Some of the requirements include, but are not limited to the following, where the applicant must:
New York 811 is a nonprofit organization that acts as a communications link between utility companies and individuals planning any digging activity in the five boroughs of New York City and Nassau and Suffolk Counties on Long Island. New York State law (Article 36 of General Business Law and 16 NYCRR Part 753, AKA Industrial Code 53) requires excavators to contact New York 811, via 811, 800-272-4480 or the internet, within 2 to 10 working days before performing any digging or excavation work. New York 811 then relays digging and excavation requests to its member network of utility companies and underground facility owners, who are required to mark the location of their underground facilities within two working days. Excavators use those markings to help identify underground facility locations ”in order to promote public safety and to prevent damage to public and private property.” (16 NYCRR Part 753)
Additional information can be obtained by contacting New York 811 at 800-272-4480, or visiting the New York 811 Website
When utility company representatives mark a location, they use colored flags and/or paint to identify the type of underground service:
|Red||Electric power lines, cables, conduit and lighting cables|
|Yellow||Gas, oil, steam, petroleum and gaseous materials|
|Orange||Communications, alarm, signal lines, cables and conduit|
|Purple||Reclaimed water, irrigation and slurry lines|
|Green||Sewers and drain lines|
|Pink||Temporary survey markings|
Streets can hide a complex infrastructure of underground utilities. One call to New York 811 provides for where gas (yellow), electric (red) and phone (orange) are located.
It is essential to call New York 811 before digging anywhere, including sidewalks and soil. This New York 811 marking shows where a cable television line is located beneath the sidewalk.
Street resurfacing in progress. NYC DOT's street reconstruction and resurfacing programs include nearly 6,000 miles of city streets.
Permanent Restoration—Upon completion of work in a street, permittees are required to restore all street openings/excavations in accordance with the Highway Rules, Section 2-11(e) including, but not limited to, the following required restoration elements:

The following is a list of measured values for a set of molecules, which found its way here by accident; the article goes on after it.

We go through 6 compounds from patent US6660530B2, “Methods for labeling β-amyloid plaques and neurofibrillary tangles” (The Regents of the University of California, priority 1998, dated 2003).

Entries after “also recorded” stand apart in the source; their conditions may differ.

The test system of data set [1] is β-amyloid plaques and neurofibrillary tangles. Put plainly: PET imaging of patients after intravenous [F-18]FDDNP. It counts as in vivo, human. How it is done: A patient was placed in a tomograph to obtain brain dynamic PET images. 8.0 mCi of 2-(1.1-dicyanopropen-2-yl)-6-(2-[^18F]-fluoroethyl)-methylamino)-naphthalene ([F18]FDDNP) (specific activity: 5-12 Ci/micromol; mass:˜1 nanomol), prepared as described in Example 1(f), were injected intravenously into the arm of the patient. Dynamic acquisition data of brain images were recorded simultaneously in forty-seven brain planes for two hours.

Temporary Restoration—If street opening/excavation work remains unfinished at the end of the day, the permittee must perform temporary repairs in accordance with the Highway Rules, Section 2-11(e) including, but not limited to the following requirements:
Street restoration following utility work, 18th Street and Irving Place, Manhattan.
A temporary sidewalk closure while a sidewalk repair is underway.
Upon completion of work, sidewalks must be restored according to Highway Rules, Section 2-09(f)(4) and NYC DOT Standard Highway Specifications. Some of the requirements include but are not limited to:
Expansion Joints— Expansion joints must be placed at 20-foot intervals, expansion joint filler material must be placed to the full depth of the sidewalk, and all expansion joints must be recessed and sealed.
Concrete—must be poured and finished in accordance with NYC DOT Standard Highway Specifications.
Sidewalk flags—Must be 5'x 5' where feasibleAll flags containing substantial defects as defined in the Highway Rules must be replaced; patching of individual flags is not permitted.
Foundation Material—When replacing a concrete sidewalk, the foundation material may be retained and graded to the required subgrade. Any foundation material not meeting specifications must be removed.
Sidewalk Grades—Unless granted a waiver from NYC DOT, permanent sidewalks must be laid to the legal curb grades.
Transverse Slope—Sidewalks must be laid to pitch from the building line toward the curb. The minimum slope, calculated on a line perpendicular to the curb, must be 1" in 5', and the maximum is limited to 3" in 5'. Minimum slopes should be used wherever possible. The maximum transverse slope permitted for vault covers, gratings and other sidewalk structures is 1" in 5'.